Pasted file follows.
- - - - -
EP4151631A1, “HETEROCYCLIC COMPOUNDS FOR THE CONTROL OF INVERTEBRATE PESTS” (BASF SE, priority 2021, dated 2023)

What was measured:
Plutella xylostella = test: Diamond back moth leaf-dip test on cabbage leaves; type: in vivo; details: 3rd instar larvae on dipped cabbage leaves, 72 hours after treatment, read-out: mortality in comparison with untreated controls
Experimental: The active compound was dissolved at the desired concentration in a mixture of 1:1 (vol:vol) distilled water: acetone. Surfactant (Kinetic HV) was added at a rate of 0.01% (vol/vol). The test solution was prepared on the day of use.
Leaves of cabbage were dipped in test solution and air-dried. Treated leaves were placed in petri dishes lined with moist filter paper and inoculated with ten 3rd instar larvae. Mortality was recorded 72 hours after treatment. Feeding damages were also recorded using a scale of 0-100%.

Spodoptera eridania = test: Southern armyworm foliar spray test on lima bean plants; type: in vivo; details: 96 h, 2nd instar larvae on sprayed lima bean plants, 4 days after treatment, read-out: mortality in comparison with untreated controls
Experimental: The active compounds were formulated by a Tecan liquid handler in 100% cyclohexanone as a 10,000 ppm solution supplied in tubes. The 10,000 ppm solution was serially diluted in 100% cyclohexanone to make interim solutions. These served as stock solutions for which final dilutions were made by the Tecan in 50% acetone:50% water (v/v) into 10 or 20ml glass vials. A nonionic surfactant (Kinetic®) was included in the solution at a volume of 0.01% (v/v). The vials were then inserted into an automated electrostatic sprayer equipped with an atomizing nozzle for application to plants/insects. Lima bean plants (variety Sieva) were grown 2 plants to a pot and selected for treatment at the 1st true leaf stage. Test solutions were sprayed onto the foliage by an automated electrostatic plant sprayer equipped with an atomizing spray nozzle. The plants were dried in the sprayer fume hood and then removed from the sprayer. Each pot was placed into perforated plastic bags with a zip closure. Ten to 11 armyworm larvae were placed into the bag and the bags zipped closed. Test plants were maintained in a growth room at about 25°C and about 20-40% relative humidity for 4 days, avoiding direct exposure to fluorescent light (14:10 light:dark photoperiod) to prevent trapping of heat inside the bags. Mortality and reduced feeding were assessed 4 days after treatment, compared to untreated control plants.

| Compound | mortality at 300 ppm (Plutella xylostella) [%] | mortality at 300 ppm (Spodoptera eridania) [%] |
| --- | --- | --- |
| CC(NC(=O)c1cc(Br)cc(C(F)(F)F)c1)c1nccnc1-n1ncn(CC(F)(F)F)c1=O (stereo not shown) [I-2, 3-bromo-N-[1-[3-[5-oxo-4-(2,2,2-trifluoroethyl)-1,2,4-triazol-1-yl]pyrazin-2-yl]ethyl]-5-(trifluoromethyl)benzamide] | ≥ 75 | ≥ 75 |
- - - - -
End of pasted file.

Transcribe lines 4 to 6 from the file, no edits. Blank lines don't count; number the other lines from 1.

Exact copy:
Experimental: The active compound was dissolved at the desired concentration in a mixture of 1:1 (vol:vol) distilled water: acetone. Surfactant (Kinetic HV) was added at a rate of 0.01% (vol/vol). The test solution was prepared on the day of use.
Leaves of cabbage were dipped in test solution and air-dried. Treated leaves were placed in petri dishes lined with moist filter paper and inoculated with ten 3rd instar larvae. Mortality was recorded 72 hours after treatment. Feeding damages were also recorded using a scale of 0-100%.

Spodoptera eridania = test: Southern armyworm foliar spray test on lima bean plants; type: in vivo; details: 96 h, 2nd instar larvae on sprayed lima bean plants, 4 days after treatment, read-out: mortality in comparison with untreated controls